Creating strong arguments

It is easy to get carried away with a passionate defense of a point of view, neglecting sometimes to ground the argument in reliable premises and evidence. Building a strong arguments means offering a “set of reasons or evidence in support of a conclusion” (Weston, 2009, p. xi). The elements of an argument, in simple terms, are: a claim (what the writer hopes to prove or the primary intent/focus of the paper), reasons for making the claim, evidence to support the reasons, and warrants (or connections) which explain why the reasons and evidence are relevant to the claim.

While the basic premise seems simple, actually adhering to this structure when developing an extended argument, such as in a dissertation or long academic paper, is not always easy. It takes some discipline to guide an argument to a reliable conclusion. Paying critical attention to the elements which create a strong argument provides two benefits. First, as Booth (2009) notes, it helps us as writers better grasp our research material and avoid wasted time during the actual writing process. By mapping out an argument, we can help assess the quality and strength of each element from claim to reasons and evidence to the warrants that underscore the relevance between the claim and reasoning. When we are ready to compose the paper, it would, hopefully, be an easier process than launching into the writing without preparation. In other words, the better we plan arguments upfront, the more efficient the writing process from initial research to the finished paper. The claim, stated clearly and backed by reasons, evidence and warrants also act as an outline for the paper.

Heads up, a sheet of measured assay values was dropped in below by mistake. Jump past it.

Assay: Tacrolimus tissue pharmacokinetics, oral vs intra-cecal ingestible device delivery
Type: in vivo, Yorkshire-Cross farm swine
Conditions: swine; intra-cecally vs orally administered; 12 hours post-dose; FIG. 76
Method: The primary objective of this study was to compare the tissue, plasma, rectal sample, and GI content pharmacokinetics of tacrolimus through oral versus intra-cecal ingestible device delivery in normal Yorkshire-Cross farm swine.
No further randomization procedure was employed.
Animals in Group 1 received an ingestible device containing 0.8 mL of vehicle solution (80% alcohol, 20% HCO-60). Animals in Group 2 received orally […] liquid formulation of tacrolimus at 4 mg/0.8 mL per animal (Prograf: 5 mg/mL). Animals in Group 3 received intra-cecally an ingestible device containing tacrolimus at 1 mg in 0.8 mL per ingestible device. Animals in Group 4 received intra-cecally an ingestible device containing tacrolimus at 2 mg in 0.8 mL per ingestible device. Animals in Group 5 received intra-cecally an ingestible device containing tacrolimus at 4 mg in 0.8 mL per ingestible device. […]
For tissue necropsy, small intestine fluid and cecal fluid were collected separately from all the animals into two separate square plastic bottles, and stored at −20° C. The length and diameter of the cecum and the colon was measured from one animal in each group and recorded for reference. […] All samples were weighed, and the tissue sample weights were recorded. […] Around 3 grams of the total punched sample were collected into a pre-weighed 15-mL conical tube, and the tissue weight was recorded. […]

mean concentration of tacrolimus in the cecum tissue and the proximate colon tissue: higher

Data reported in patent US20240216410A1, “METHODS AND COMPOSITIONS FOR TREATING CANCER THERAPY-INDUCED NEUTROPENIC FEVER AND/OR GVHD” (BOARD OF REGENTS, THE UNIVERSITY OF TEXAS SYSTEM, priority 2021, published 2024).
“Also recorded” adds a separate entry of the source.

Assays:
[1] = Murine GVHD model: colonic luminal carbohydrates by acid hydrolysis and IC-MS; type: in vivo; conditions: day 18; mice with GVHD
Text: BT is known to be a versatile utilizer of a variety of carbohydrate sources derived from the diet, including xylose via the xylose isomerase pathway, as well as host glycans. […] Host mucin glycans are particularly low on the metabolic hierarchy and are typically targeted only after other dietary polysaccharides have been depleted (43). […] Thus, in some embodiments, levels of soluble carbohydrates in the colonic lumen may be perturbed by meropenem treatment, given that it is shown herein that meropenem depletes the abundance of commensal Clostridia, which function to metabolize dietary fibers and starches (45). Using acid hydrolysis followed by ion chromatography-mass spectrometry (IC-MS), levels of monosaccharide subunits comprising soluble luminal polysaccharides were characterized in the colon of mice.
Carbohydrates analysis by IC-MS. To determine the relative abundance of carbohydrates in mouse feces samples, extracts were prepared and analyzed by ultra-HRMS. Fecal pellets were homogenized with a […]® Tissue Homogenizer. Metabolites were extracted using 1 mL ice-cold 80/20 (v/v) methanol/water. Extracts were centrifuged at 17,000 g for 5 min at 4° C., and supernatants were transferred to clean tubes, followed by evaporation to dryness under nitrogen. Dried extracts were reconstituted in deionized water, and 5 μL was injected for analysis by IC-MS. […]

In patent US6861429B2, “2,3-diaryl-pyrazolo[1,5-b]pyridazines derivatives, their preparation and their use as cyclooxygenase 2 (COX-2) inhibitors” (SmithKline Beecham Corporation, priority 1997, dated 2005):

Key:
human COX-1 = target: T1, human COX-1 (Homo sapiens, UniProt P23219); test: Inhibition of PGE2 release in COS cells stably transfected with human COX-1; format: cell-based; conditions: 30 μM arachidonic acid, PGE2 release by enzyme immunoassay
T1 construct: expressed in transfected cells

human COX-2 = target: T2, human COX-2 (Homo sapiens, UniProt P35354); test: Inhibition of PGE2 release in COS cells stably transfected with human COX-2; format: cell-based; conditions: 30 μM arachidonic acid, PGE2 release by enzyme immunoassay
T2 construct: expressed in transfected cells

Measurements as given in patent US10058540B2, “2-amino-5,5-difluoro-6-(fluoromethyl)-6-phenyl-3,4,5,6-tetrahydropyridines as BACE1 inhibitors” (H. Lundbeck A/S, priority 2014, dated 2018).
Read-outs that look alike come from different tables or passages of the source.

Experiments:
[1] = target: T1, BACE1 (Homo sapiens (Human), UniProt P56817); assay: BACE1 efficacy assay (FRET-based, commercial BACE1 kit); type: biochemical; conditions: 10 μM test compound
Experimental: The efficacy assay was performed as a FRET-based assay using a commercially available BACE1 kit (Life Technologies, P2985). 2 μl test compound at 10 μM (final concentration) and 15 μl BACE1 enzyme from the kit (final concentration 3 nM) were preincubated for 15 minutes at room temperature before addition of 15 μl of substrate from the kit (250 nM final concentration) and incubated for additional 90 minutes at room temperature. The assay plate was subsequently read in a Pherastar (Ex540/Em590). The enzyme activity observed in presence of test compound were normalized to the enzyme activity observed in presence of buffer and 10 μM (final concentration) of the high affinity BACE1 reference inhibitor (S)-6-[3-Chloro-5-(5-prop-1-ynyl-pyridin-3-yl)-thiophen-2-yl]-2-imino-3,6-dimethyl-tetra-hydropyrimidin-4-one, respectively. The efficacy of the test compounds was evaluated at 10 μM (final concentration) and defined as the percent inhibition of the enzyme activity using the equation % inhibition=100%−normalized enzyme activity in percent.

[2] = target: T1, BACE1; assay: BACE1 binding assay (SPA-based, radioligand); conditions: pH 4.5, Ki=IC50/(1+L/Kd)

Second, solidly constructed arguments help the reader follow the line of thinking all the way to the conclusion; a well-formed argument makes for “better” reading. Try using the attached handout as a guide to creating an argument for your next paper.


Booth, W., Colomb, G., & Williams, J. (2008). The craft of research (3rd ed.).   Chicago: The University of Chicago Press.

Weston, A. (2009). A rulebook for arguments (4th ed.). Indianapolis, IN: Hackett Publishing Company, Inc.

2 thoughts on “Creating strong arguments

  1. Pingback: How Good Dissertation Topics Go Awry – Academic Writing Center

  2. Pingback: What is a Thesis Statement? – Academic Writing Center

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